Mycelium is the vegetative part of a fungus or fungus-like bacterial colony, consisting of a mass of branching, thread-like hyphae. The mass of hyphae is sometimes called shiro, especially within the fairy ring fungi.


A plant body undifferentiated into stem, root, or leaf.


The vegetative part of a fungus, consisting of a mass of branching, threadlike hyphae.


The main body of an alga, fungus, or lichen.


A similar mass of fibers formed by certain bacteria.


(botany) An undifferentiated plant body, such as in algae.


The vegetative part of any fungus, consisting of a mass of branching, threadlike hyphae, often underground.


(botany) Any plant body lacking vascular tissue.


The white threads or filamentous growth from which a mushroom or fungus is developed; the so-called mushroom spawn.


A solid mass of cellular tissue, consisting of one or more layers, usually in the form of a flat stratum or expansion, but sometimes erect or pendulous, and elongated and branching, and forming the substance of the thallogens.


The vegetative part of a fungus consisting of a mass of branching threadlike hyphae


A plant body without true stems or roots or leaves or vascular system; characteristic of the thallophytes

Common Curiosities

What is a thallus?

A thallus is the body of certain plants and algae that lacks distinct stems, roots, or leaves.

How does the structure of thallus and mycelium differ?

The thallus can vary in form, resembling leaves and stems in some cases, while mycelium is always a network of thread-like hyphae.

What is the primary function of mycelium?

The primary function of mycelium is nutrient absorption and decomposition of organic materials.

Where can thallus-bearing organisms be found?

They inhabit diverse environments, including both aquatic and terrestrial ecosystems.

Do all thalli look the same?

No, thalli can vary greatly in appearance, from simple, undifferentiated masses to complex structures that mimic leaves and stems.

What is the preferred habitat of mycelium?

Mycelium typically prefers moist, dark environments such as soil or decaying organic matter.

Are thalli found in all fungi?

Not all fungi have thalli; this term is more commonly associated with certain lower plant forms, algae, and lichens.

Is mycelium harmful to plants?

Mycelium is not inherently harmful and can actually benefit ecosystems by decomposing dead material and facilitating nutrient cycling. However, some fungal species can cause plant diseases.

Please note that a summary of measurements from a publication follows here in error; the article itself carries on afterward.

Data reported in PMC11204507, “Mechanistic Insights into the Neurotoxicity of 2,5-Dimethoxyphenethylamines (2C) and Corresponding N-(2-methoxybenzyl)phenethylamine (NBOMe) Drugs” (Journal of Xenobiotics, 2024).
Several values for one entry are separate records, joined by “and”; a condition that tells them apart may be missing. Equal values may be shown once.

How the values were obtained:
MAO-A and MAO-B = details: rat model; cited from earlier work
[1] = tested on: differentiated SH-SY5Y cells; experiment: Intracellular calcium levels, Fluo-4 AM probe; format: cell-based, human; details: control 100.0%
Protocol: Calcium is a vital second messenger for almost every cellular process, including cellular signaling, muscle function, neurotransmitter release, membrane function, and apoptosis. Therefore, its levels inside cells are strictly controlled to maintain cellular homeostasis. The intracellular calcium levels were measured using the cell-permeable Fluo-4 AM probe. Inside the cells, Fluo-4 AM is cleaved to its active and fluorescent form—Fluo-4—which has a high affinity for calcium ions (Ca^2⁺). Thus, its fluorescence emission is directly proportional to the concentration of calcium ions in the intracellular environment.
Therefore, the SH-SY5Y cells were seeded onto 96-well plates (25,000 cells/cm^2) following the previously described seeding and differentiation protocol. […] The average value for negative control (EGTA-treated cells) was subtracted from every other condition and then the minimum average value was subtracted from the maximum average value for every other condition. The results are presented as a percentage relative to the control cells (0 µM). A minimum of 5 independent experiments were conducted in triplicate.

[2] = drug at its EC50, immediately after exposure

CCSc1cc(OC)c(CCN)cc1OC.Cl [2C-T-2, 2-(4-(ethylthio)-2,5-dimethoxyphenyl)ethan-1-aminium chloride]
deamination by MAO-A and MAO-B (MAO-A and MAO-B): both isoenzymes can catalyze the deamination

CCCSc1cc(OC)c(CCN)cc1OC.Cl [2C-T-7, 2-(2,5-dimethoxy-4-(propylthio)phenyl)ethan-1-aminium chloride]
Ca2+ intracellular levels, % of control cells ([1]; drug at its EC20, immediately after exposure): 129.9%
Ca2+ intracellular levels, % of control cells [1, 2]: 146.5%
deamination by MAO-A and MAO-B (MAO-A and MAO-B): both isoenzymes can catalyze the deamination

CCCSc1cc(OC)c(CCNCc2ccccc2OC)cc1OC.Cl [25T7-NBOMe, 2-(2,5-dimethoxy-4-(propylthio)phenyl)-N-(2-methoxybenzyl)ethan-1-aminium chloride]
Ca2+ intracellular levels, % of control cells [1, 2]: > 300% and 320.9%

What is mycelium?

Mycelium is the network of fungal filaments (hyphae) important for nutrient absorption and growth in fungi.

Can thalli perform photosynthesis?

Yes, thalli in algae and lichens perform photosynthesis, converting light energy into chemical energy.

How do organisms with a thallus reproduce?

They can reproduce, using various structures for dispersal.

How does mycelium contribute to an ecosystem?

It plays a crucial role in nutrient recycling, breaking down organic matter, and sometimes forming symbiotic relationships with plants.

What role does mycelium play in fungal reproduction?

Mycelium produces spores, either directly or by forming specialized structures like mushrooms, for reproduction.

Can mycelium be seen with the naked eye?

While individual hyphae are microscopic, the mycelium network can often be seen with the naked eye, especially when it forms a dense mat.

Can the thallus of a plant be considered its organ?

The thallus is not considered an organ in the traditional sense because it lacks the differentiated structures found in higher plants, such as true leaves, stems, and roots.

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Author Spotlight

Written by
Urooj Arif
Urooj is a skilled content writer at Ask Difference, known for her exceptional ability to simplify complex topics into engaging and informative content. With a passion for research and a flair for clear, concise writing, she consistently delivers articles that resonate with our diverse audience.
Tayyaba Rehman is a distinguished writer, currently serving as a primary contributor to As a researcher in semantics and etymology, Tayyaba's passion for the complexity of languages and their distinctions has found a perfect home on the platform. Tayyaba delves into the intricacies of language, distinguishing between commonly confused words and phrases, thereby providing clarity for readers worldwide.